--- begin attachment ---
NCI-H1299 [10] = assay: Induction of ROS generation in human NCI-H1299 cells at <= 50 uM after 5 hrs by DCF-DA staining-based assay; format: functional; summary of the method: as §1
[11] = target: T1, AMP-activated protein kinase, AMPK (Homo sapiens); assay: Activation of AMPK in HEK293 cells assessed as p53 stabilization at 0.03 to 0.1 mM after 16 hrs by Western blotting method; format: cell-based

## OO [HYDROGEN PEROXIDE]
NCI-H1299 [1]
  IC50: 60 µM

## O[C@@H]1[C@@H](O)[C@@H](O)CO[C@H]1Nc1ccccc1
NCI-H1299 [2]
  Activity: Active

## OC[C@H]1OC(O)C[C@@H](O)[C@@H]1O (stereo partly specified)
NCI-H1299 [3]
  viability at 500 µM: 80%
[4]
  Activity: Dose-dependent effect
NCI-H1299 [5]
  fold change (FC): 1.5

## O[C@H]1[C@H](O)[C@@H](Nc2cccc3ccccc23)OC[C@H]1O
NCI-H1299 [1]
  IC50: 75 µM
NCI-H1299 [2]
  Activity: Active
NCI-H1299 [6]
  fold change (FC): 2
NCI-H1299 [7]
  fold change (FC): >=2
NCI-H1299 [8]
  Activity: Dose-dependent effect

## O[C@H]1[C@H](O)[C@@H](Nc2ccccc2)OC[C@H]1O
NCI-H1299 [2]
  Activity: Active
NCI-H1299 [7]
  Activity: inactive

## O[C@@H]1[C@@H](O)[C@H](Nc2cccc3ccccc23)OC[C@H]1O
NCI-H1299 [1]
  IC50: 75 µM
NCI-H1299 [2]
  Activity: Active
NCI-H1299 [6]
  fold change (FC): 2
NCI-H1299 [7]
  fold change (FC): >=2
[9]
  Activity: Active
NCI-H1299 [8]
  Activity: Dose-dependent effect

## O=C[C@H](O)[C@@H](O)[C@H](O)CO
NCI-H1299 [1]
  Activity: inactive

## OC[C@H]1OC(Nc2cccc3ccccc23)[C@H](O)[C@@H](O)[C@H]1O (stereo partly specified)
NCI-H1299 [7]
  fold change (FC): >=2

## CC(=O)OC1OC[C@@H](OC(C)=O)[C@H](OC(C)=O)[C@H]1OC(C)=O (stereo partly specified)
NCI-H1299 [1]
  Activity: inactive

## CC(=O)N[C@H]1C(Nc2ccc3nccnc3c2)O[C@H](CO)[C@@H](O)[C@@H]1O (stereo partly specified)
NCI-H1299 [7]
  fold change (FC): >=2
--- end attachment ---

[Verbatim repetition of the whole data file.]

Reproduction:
NCI-H1299 [10] = assay: Induction of ROS generation in human NCI-H1299 cells at <= 50 uM after 5 hrs by DCF-DA staining-based assay; format: functional; summary of the method: as §1
[11] = target: T1, AMP-activated protein kinase, AMPK (Homo sapiens); assay: Activation of AMPK in HEK293 cells assessed as p53 stabilization at 0.03 to 0.1 mM after 16 hrs by Western blotting method; format: cell-based

## OO [HYDROGEN PEROXIDE]
NCI-H1299 [1]
  IC50: 60 µM

## O[C@@H]1[C@@H](O)[C@@H](O)CO[C@H]1Nc1ccccc1
NCI-H1299 [2]
  Activity: Active

## OC[C@H]1OC(O)C[C@@H](O)[C@@H]1O (stereo partly specified)
NCI-H1299 [3]
  viability at 500 µM: 80%
[4]
  Activity: Dose-dependent effect
NCI-H1299 [5]
  fold change (FC): 1.5

## O[C@H]1[C@H](O)[C@@H](Nc2cccc3ccccc23)OC[C@H]1O
NCI-H1299 [1]
  IC50: 75 µM
NCI-H1299 [2]
  Activity: Active
NCI-H1299 [6]
  fold change (FC): 2
NCI-H1299 [7]
  fold change (FC): >=2
NCI-H1299 [8]
  Activity: Dose-dependent effect

## O[C@H]1[C@H](O)[C@@H](Nc2ccccc2)OC[C@H]1O
NCI-H1299 [2]
  Activity: Active
NCI-H1299 [7]
  Activity: inactive

## O[C@@H]1[C@@H](O)[C@H](Nc2cccc3ccccc23)OC[C@H]1O
NCI-H1299 [1]
  IC50: 75 µM
NCI-H1299 [2]
  Activity: Active
NCI-H1299 [6]
  fold change (FC): 2
NCI-H1299 [7]
  fold change (FC): >=2
[9]
  Activity: Active
NCI-H1299 [8]
  Activity: Dose-dependent effect

## O=C[C@H](O)[C@@H](O)[C@H](O)CO
NCI-H1299 [1]
  Activity: inactive

## OC[C@H]1OC(Nc2cccc3ccccc23)[C@H](O)[C@@H](O)[C@H]1O (stereo partly specified)
NCI-H1299 [7]
  fold change (FC): >=2

## CC(=O)OC1OC[C@@H](OC(C)=O)[C@H](OC(C)=O)[C@H]1OC(C)=O (stereo partly specified)
NCI-H1299 [1]
  Activity: inactive

## CC(=O)N[C@H]1C(Nc2ccc3nccnc3c2)O[C@H](CO)[C@@H](O)[C@@H]1O (stereo partly specified)
NCI-H1299 [7]
  fold change (FC): >=2